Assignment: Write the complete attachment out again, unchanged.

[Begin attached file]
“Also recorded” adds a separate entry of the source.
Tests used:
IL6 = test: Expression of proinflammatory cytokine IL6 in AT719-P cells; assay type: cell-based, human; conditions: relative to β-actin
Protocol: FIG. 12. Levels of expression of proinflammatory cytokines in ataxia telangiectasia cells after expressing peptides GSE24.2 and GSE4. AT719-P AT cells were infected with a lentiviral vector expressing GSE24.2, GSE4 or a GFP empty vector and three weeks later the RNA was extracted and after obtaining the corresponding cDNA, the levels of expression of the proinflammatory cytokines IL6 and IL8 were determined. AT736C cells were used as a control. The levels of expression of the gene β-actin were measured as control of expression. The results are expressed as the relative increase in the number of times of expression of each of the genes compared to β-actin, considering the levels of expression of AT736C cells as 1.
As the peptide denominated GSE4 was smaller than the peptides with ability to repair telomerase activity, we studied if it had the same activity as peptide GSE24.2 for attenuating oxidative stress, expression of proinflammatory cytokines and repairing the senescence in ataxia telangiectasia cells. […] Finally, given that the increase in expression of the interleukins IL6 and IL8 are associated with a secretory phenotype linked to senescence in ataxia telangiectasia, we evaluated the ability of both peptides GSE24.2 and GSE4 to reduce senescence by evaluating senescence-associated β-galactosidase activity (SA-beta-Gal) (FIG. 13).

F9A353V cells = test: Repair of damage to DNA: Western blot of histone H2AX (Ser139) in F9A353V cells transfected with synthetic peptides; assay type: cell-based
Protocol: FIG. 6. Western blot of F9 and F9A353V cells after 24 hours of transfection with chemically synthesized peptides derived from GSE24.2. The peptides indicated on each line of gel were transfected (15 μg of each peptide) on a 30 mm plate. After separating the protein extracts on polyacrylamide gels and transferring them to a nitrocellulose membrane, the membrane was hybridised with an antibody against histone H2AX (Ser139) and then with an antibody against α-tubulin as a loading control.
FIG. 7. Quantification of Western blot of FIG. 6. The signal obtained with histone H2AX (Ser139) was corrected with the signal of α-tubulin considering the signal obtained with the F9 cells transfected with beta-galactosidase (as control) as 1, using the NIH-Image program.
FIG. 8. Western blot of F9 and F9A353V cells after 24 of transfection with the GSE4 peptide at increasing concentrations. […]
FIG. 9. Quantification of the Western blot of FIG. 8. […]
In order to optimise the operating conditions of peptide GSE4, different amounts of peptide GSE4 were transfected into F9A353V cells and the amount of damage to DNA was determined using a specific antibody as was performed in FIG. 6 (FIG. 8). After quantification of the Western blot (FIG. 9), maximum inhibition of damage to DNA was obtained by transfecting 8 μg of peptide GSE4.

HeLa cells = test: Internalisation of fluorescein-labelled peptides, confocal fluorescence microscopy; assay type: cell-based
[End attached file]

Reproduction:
“Also recorded” adds a separate entry of the source.
Tests used:
IL6 = test: Expression of proinflammatory cytokine IL6 in AT719-P cells; assay type: cell-based, human; conditions: relative to β-actin
Protocol: FIG. 12. Levels of expression of proinflammatory cytokines in ataxia telangiectasia cells after expressing peptides GSE24.2 and GSE4. AT719-P AT cells were infected with a lentiviral vector expressing GSE24.2, GSE4 or a GFP empty vector and three weeks later the RNA was extracted and after obtaining the corresponding cDNA, the levels of expression of the proinflammatory cytokines IL6 and IL8 were determined. AT736C cells were used as a control. The levels of expression of the gene β-actin were measured as control of expression. The results are expressed as the relative increase in the number of times of expression of each of the genes compared to β-actin, considering the levels of expression of AT736C cells as 1.
As the peptide denominated GSE4 was smaller than the peptides with ability to repair telomerase activity, we studied if it had the same activity as peptide GSE24.2 for attenuating oxidative stress, expression of proinflammatory cytokines and repairing the senescence in ataxia telangiectasia cells. […] Finally, given that the increase in expression of the interleukins IL6 and IL8 are associated with a secretory phenotype linked to senescence in ataxia telangiectasia, we evaluated the ability of both peptides GSE24.2 and GSE4 to reduce senescence by evaluating senescence-associated β-galactosidase activity (SA-beta-Gal) (FIG. 13).

F9A353V cells = test: Repair of damage to DNA: Western blot of histone H2AX (Ser139) in F9A353V cells transfected with synthetic peptides; assay type: cell-based
Protocol: FIG. 6. Western blot of F9 and F9A353V cells after 24 hours of transfection with chemically synthesized peptides derived from GSE24.2. The peptides indicated on each line of gel were transfected (15 μg of each peptide) on a 30 mm plate. After separating the protein extracts on polyacrylamide gels and transferring them to a nitrocellulose membrane, the membrane was hybridised with an antibody against histone H2AX (Ser139) and then with an antibody against α-tubulin as a loading control.
FIG. 7. Quantification of Western blot of FIG. 6. The signal obtained with histone H2AX (Ser139) was corrected with the signal of α-tubulin considering the signal obtained with the F9 cells transfected with beta-galactosidase (as control) as 1, using the NIH-Image program.
FIG. 8. Western blot of F9 and F9A353V cells after 24 of transfection with the GSE4 peptide at increasing concentrations. […]
FIG. 9. Quantification of the Western blot of FIG. 8. […]
In order to optimise the operating conditions of peptide GSE4, different amounts of peptide GSE4 were transfected into F9A353V cells and the amount of damage to DNA was determined using a specific antibody as was performed in FIG. 6 (FIG. 8). After quantification of the Western blot (FIG. 9), maximum inhibition of damage to DNA was obtained by transfecting 8 μg of peptide GSE4.

HeLa cells = test: Internalisation of fluorescein-labelled peptides, confocal fluorescence microscopy; assay type: cell-based